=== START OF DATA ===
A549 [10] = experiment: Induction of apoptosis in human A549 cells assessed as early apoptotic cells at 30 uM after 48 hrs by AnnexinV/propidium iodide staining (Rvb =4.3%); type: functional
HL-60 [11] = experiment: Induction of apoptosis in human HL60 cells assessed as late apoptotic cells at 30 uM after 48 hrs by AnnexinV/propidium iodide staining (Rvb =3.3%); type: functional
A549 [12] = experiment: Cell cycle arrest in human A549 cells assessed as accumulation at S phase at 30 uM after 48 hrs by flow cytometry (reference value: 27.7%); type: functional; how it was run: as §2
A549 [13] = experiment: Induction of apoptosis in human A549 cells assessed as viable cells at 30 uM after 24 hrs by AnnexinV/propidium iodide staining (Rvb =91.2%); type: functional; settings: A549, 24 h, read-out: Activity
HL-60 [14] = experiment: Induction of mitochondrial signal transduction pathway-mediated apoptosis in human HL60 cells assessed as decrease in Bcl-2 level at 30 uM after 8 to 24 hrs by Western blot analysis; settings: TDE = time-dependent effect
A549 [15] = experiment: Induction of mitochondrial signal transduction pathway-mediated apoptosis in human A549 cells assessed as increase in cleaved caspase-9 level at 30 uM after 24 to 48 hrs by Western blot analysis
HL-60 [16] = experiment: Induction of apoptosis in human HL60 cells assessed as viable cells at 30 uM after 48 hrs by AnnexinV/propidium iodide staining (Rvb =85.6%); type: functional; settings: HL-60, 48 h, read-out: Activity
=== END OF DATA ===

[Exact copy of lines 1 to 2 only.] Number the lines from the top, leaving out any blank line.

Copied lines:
A549 [10] = experiment: Induction of apoptosis in human A549 cells assessed as early apoptotic cells at 30 uM after 48 hrs by AnnexinV/propidium iodide staining (Rvb =4.3%); type: functional
HL-60 [11] = experiment: Induction of apoptosis in human HL60 cells assessed as late apoptotic cells at 30 uM after 48 hrs by AnnexinV/propidium iodide staining (Rvb =3.3%); type: functional